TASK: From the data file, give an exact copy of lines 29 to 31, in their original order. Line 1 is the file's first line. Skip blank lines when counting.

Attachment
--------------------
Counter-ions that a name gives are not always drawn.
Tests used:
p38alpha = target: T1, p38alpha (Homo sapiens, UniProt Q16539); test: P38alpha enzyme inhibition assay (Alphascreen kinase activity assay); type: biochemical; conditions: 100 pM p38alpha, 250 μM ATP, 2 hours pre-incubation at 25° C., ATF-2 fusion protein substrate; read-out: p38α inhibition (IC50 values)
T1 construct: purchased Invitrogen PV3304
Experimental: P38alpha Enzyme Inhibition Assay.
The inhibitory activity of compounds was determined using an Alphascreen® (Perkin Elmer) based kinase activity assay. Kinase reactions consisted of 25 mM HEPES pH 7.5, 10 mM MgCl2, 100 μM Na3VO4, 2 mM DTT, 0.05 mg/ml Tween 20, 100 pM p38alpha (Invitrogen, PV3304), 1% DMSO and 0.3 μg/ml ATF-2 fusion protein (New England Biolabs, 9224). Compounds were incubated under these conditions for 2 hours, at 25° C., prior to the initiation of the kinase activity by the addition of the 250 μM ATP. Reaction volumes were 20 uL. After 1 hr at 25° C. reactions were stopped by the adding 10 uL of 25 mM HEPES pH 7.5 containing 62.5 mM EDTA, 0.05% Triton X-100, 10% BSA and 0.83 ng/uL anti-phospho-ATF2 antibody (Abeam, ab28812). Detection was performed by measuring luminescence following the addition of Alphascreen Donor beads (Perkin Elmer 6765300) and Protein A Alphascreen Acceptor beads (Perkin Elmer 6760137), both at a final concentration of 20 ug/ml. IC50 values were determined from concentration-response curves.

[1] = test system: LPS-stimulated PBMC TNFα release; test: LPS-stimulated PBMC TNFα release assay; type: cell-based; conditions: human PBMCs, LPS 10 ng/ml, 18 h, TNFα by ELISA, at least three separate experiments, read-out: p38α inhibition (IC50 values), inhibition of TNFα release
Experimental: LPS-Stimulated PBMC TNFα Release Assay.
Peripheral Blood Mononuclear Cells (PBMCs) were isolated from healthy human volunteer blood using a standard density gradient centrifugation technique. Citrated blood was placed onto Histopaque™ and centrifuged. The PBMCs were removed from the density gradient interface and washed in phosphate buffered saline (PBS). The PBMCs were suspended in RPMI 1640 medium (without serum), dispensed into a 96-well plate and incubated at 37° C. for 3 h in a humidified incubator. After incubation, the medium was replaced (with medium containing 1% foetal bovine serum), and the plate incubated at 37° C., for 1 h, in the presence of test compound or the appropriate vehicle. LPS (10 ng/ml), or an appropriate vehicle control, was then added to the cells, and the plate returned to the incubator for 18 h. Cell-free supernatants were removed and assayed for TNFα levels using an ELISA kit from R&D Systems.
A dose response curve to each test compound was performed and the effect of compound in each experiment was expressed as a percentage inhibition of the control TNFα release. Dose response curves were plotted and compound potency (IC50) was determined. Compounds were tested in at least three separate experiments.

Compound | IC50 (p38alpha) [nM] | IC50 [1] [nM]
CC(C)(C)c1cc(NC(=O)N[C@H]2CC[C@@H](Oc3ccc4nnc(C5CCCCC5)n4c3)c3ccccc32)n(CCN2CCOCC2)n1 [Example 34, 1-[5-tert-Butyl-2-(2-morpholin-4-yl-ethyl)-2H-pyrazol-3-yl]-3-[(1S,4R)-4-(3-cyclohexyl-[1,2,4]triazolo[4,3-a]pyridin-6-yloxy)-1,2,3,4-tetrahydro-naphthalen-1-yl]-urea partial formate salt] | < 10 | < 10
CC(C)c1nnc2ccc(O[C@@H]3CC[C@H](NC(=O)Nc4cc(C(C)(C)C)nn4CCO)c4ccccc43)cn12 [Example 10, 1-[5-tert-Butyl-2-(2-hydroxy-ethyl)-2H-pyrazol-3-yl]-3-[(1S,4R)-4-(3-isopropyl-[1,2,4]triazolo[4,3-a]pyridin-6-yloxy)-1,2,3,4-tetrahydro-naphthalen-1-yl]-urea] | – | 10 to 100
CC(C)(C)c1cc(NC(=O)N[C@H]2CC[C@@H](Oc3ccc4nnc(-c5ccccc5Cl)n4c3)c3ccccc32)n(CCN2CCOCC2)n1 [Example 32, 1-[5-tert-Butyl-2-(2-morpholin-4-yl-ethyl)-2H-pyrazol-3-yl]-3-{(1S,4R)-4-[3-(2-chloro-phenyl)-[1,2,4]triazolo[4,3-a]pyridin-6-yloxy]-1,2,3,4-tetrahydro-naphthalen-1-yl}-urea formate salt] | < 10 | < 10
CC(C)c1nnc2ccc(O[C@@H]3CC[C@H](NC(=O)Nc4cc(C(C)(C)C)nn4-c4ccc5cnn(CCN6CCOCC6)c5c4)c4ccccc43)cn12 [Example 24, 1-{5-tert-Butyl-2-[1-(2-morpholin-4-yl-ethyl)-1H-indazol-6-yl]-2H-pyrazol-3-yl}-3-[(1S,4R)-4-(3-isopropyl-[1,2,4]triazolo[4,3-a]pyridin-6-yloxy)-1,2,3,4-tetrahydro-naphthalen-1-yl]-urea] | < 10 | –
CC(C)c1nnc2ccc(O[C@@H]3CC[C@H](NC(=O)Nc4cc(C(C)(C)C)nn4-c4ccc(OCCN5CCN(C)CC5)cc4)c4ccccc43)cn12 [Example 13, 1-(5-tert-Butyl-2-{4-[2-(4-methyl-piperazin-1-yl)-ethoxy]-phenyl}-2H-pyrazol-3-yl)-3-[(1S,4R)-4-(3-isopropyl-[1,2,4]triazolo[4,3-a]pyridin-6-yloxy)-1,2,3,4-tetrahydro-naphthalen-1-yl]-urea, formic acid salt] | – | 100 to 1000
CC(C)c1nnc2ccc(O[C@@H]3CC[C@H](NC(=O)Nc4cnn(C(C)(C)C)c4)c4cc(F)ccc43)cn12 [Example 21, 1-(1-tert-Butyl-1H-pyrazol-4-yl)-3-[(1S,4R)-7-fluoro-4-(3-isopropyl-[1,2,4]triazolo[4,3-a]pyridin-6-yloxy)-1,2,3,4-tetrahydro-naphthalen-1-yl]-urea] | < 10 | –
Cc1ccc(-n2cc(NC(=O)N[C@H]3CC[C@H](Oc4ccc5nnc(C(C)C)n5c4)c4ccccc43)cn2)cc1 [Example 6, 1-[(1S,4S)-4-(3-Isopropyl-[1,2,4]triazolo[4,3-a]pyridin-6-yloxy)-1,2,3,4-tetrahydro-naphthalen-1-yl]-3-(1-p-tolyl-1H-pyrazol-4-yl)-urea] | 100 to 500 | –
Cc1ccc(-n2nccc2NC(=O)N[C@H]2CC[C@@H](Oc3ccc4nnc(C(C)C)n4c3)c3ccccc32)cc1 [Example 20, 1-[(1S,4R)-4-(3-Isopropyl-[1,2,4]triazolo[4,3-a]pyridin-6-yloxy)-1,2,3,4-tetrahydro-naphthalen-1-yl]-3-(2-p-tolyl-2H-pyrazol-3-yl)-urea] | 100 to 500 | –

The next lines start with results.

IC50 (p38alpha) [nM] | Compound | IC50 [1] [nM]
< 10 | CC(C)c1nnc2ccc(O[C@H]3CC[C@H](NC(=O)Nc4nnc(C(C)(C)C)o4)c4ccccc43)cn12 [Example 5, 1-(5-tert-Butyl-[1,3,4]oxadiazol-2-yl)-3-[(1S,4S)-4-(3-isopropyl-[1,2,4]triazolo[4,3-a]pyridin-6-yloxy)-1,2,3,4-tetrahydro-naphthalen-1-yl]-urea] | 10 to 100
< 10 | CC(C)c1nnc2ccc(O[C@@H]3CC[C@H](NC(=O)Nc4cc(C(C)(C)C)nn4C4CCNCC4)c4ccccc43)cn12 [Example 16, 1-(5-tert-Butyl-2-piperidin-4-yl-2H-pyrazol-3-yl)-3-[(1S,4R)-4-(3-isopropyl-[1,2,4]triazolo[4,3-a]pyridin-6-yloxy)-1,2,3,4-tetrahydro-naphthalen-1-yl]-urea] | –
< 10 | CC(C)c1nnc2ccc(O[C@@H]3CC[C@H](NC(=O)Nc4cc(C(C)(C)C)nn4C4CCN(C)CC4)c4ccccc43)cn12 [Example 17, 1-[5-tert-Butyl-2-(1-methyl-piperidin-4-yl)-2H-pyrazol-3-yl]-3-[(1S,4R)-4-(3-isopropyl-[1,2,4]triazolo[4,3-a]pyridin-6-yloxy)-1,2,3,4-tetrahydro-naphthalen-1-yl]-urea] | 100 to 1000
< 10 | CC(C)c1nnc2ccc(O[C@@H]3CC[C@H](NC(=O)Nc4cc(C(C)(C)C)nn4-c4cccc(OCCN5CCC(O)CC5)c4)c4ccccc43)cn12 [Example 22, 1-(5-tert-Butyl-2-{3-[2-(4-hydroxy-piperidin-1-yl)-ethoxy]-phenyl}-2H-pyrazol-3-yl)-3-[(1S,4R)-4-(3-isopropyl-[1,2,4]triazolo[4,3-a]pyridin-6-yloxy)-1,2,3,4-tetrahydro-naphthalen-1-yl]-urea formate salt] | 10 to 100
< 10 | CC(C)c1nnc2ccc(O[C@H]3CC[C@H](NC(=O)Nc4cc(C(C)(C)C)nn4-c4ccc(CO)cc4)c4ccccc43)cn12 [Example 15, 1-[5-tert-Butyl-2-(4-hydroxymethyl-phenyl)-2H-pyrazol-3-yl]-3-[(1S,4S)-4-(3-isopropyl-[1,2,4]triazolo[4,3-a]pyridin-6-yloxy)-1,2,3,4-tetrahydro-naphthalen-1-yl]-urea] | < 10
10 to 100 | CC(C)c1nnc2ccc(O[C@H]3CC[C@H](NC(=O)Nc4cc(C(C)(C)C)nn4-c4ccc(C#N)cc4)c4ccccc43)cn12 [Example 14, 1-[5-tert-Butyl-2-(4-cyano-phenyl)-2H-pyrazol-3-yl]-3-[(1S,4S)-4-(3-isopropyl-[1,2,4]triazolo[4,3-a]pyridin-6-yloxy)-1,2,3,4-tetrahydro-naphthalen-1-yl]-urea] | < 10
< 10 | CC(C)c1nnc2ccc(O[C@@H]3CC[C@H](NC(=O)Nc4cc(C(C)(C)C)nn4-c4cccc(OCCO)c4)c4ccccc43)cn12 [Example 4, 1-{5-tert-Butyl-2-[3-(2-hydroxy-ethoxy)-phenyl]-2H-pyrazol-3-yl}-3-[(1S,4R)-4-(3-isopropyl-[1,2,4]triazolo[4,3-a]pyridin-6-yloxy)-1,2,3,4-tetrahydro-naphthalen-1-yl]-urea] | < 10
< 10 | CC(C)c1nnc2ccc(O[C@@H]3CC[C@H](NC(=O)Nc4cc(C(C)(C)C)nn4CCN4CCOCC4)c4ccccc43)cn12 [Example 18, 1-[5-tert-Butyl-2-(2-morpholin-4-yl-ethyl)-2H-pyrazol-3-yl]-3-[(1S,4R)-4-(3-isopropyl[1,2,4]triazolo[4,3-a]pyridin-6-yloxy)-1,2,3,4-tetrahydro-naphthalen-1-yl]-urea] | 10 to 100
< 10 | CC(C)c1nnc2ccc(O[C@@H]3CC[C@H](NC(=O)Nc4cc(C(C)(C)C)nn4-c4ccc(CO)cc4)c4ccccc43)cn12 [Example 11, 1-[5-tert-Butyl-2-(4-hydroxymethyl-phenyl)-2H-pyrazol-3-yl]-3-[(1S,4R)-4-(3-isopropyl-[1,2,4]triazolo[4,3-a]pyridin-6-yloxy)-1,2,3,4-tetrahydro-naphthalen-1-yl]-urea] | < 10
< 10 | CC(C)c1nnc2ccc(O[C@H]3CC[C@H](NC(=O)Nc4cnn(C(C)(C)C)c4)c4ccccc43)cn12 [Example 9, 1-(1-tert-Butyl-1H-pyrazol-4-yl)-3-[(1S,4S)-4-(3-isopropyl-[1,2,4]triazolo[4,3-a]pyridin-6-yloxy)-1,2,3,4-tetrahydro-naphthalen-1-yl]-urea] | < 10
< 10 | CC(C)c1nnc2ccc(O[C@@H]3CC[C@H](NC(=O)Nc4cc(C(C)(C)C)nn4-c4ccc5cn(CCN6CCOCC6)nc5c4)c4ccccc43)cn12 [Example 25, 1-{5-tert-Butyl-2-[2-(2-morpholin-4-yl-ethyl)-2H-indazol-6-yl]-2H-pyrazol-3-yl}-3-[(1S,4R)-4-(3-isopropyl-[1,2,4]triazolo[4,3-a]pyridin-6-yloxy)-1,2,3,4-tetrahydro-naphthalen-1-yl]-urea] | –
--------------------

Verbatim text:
< 10 | CC(C)c1nnc2ccc(O[C@@H]3CC[C@H](NC(=O)Nc4cc(C(C)(C)C)nn4CCN4CCOCC4)c4ccccc43)cn12 [Example 18, 1-[5-tert-Butyl-2-(2-morpholin-4-yl-ethyl)-2H-pyrazol-3-yl]-3-[(1S,4R)-4-(3-isopropyl[1,2,4]triazolo[4,3-a]pyridin-6-yloxy)-1,2,3,4-tetrahydro-naphthalen-1-yl]-urea] | 10 to 100
< 10 | CC(C)c1nnc2ccc(O[C@@H]3CC[C@H](NC(=O)Nc4cc(C(C)(C)C)nn4-c4ccc(CO)cc4)c4ccccc43)cn12 [Example 11, 1-[5-tert-Butyl-2-(4-hydroxymethyl-phenyl)-2H-pyrazol-3-yl]-3-[(1S,4R)-4-(3-isopropyl-[1,2,4]triazolo[4,3-a]pyridin-6-yloxy)-1,2,3,4-tetrahydro-naphthalen-1-yl]-urea] | < 10
< 10 | CC(C)c1nnc2ccc(O[C@H]3CC[C@H](NC(=O)Nc4cnn(C(C)(C)C)c4)c4ccccc43)cn12 [Example 9, 1-(1-tert-Butyl-1H-pyrazol-4-yl)-3-[(1S,4S)-4-(3-isopropyl-[1,2,4]triazolo[4,3-a]pyridin-6-yloxy)-1,2,3,4-tetrahydro-naphthalen-1-yl]-urea] | < 10